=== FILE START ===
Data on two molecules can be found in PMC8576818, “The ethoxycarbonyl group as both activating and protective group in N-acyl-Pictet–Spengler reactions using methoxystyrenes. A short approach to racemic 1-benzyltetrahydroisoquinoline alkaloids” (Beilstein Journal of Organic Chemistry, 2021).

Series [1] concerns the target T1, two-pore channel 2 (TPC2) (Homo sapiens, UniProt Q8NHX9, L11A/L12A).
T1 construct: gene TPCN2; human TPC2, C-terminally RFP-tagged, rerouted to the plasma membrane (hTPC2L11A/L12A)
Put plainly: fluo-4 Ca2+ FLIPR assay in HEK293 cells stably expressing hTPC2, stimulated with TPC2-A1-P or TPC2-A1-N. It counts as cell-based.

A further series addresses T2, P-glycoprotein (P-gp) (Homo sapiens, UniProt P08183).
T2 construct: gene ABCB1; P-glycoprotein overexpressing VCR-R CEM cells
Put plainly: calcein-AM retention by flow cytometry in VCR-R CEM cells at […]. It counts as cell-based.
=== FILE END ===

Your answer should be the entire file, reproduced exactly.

Data on two molecules can be found in PMC8576818, “The ethoxycarbonyl group as both activating and protective group in N-acyl-Pictet–Spengler reactions using methoxystyrenes. A short approach to racemic 1-benzyltetrahydroisoquinoline alkaloids” (Beilstein Journal of Organic Chemistry, 2021).

Series [1] concerns the target T1, two-pore channel 2 (TPC2) (Homo sapiens, UniProt Q8NHX9, L11A/L12A).
T1 construct: gene TPCN2; human TPC2, C-terminally RFP-tagged, rerouted to the plasma membrane (hTPC2L11A/L12A)
Put plainly: fluo-4 Ca2+ FLIPR assay in HEK293 cells stably expressing hTPC2, stimulated with TPC2-A1-P or TPC2-A1-N. It counts as cell-based.

A further series addresses T2, P-glycoprotein (P-gp) (Homo sapiens, UniProt P08183).
T2 construct: gene ABCB1; P-glycoprotein overexpressing VCR-R CEM cells
Put plainly: calcein-AM retention by flow cytometry in VCR-R CEM cells at […]. It counts as cell-based.